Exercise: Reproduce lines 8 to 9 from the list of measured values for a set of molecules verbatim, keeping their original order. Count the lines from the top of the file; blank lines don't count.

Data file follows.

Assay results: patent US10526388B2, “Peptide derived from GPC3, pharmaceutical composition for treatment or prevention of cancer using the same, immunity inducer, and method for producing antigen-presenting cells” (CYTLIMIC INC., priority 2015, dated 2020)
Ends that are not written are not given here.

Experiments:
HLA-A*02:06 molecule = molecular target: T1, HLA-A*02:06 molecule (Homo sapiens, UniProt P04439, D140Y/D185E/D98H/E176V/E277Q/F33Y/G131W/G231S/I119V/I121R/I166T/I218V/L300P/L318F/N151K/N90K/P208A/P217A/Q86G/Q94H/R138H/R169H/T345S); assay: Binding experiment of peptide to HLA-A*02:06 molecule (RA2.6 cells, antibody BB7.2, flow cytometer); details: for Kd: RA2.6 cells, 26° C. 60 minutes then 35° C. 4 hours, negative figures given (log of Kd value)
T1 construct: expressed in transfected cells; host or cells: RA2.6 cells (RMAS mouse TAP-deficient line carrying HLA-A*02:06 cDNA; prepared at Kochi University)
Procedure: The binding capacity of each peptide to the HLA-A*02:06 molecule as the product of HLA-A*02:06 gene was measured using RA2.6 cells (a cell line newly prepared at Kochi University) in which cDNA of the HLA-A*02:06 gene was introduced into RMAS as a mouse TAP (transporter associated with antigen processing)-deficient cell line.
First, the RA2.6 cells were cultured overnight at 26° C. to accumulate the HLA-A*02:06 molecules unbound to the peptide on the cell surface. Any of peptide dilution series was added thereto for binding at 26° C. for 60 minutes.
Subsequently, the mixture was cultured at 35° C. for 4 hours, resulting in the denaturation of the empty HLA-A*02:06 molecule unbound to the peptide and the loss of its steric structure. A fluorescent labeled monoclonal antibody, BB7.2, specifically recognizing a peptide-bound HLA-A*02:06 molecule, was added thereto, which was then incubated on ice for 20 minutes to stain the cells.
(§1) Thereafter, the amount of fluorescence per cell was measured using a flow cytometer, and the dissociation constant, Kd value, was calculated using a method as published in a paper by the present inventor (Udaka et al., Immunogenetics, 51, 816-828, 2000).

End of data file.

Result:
Subsequently, the mixture was cultured at 35° C. for 4 hours, resulting in the denaturation of the empty HLA-A*02:06 molecule unbound to the peptide and the loss of its steric structure. A fluorescent labeled monoclonal antibody, BB7.2, specifically recognizing a peptide-bound HLA-A*02:06 molecule, was added thereto, which was then incubated on ice for 20 minutes to stain the cells.
(§1) Thereafter, the amount of fluorescence per cell was measured using a flow cytometer, and the dissociation constant, Kd value, was calculated using a method as published in a paper by the present inventor (Udaka et al., Immunogenetics, 51, 816-828, 2000).